KM: What would you say has been the most difficult part of training your dog?
BM: What slowed our training down most was my lack of experience in training this kind of thing! Learning how to keep track of where I was and making sure to navigate my dog into potential areas of scent while paying attention to the dog and seeing/understanding his behavior took time. You learn to understand what small, seemingly insignificant pauses, glances, and gestures mean. You learn to see when your dog is trying to work out what he’s smelling and what direction that faint scent is coming from, and he learns that you are encouraging him to do that. As for problems that he had - I guess I’d say that it would be related to chasing squirrels and such (he’s tangled with skunks too!). To deal with that, we would spend lazy afternoons on our back deck, sitting on the loveseat, just watching the world go by until… a squirrel would skitter by on top of the fence. Schooch would leap from the deck and go tearing after that squirrel. I would leap from the deck and go tearing after Schooch! I was very gruff with him —in his face, “NO ... NO ...,” in a low loud voice. The first time I did that, it kind of scared him, because I generally don’t talk to him like that. The second time (a day or two later), I did it the same way, but he didn’t seem scared—just put out. The third time a squirrel went by Schooch tensed and prepared to jump off the deck, but he paused and looked back at me. I gave him a gentle “no, no.” He turned back toward the squirrel, paused, and lay down. Since then, a gentle “no, no,” is generally enough to dissuade him from squirrels, other dogs, etc. He gets a good round of praise every time my “no, no” results in him standing down.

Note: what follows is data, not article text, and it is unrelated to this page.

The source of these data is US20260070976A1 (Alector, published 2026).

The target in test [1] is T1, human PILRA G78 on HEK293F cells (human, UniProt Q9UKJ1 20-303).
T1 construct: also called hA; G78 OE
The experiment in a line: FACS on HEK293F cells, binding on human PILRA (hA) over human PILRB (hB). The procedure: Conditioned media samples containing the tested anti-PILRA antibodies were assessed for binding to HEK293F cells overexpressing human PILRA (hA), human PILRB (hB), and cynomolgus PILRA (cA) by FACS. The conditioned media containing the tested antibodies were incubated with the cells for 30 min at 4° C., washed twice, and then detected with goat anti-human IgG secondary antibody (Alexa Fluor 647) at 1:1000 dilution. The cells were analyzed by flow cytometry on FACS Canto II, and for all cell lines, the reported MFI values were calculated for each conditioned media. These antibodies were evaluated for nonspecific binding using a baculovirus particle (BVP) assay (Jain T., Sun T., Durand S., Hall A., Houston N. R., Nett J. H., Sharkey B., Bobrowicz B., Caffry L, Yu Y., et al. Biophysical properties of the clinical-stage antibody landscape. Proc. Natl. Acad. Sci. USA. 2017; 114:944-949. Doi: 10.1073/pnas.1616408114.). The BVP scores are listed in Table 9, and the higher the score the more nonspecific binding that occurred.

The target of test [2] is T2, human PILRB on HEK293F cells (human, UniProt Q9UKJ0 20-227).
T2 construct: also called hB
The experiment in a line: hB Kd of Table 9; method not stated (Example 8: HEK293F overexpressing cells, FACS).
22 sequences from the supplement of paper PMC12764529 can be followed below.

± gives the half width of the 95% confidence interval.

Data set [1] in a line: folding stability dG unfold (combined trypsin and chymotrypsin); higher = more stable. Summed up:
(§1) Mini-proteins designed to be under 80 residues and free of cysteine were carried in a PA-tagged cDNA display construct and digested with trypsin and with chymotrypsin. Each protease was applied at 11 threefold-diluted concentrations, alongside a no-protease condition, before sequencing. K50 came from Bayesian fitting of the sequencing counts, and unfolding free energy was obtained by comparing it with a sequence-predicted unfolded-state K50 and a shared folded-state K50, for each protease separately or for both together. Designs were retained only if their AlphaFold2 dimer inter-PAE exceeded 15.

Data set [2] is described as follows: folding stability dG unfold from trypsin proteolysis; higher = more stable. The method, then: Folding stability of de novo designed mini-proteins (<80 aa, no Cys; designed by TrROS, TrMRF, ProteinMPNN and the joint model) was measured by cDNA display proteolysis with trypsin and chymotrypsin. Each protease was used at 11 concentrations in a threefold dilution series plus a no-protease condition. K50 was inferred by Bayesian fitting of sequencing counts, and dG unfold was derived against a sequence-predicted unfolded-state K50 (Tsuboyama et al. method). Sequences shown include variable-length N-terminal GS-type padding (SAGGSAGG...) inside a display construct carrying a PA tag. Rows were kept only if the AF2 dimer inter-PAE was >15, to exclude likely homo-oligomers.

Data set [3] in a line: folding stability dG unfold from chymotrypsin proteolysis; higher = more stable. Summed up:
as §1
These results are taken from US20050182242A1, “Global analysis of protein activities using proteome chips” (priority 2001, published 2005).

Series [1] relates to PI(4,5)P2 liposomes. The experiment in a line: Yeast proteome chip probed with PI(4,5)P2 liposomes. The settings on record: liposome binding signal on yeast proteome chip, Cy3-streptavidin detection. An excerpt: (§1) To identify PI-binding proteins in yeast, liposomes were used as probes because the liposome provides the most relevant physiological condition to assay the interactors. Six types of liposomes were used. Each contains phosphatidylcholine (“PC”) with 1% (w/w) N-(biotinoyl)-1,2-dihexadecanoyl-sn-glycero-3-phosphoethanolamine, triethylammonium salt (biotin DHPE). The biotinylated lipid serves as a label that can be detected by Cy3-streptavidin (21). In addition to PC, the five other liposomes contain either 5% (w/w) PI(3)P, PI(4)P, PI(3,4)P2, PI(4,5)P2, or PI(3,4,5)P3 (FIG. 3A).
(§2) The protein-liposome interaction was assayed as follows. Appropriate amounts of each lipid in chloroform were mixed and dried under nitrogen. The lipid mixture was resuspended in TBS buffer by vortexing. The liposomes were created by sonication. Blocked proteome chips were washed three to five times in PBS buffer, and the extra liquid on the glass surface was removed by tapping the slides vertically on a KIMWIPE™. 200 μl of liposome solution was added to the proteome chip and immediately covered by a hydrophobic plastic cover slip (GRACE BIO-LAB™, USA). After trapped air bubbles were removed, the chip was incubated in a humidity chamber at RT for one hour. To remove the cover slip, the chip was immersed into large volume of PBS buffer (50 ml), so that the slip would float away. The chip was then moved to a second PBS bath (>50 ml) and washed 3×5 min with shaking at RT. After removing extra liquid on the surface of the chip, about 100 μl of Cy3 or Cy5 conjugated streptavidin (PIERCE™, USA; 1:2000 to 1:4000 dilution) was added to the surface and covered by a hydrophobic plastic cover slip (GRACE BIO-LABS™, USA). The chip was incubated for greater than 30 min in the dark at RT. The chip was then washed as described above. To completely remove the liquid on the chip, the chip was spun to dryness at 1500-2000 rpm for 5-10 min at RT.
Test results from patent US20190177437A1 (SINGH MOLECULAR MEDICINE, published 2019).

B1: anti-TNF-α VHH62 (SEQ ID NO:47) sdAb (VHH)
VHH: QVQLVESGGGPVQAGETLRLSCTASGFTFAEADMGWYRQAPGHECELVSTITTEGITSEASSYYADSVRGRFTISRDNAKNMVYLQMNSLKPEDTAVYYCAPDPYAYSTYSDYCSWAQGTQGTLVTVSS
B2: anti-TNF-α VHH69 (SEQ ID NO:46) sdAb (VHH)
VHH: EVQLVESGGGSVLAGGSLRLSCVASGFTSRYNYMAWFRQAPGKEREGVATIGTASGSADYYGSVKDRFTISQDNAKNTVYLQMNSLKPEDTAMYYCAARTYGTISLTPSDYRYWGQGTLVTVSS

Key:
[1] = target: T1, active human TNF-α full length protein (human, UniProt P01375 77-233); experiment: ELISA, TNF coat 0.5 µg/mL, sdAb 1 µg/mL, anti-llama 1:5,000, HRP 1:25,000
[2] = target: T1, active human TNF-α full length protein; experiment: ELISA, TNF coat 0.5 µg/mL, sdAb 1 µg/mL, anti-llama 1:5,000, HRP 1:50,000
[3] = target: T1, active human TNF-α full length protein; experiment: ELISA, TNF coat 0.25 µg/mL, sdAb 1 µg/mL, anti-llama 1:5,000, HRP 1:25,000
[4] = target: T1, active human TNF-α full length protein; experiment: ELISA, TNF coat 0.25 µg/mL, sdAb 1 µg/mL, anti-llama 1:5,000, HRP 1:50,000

KM: How often do you and your dog participate in training exercises?
BM: Our group holds training sessions six times a month. We generally make it to all of them. I also do obedience training more or less constantly—every interaction I have with my dog is within the bounds of my obedience expectations. I also take him places to stretch his experience and his trust in me. For instance, taking him on elevator rides, through a crowded MAX platform, through the hustle and bustle of the crowd waiting to get into the zoo on a Saturday morning, riding on a MAX train, etc. Training like that has resulted in a dog that, when he’s nervous/anxious, is right close at my side. That’s right where I want him if he’s a little fearful or nervous, and I praise him big time for that.
KM: In your opinion, what is the most dangerous aspect of search and rescue for you and your dog?
BL: I don't like to search in urban areas due to the risk of getting hit by a car because Opal can range out of sight. I have to be careful with her in the Gorge as she could easily cliff out with her focus on searching and not paying attention to the terrain.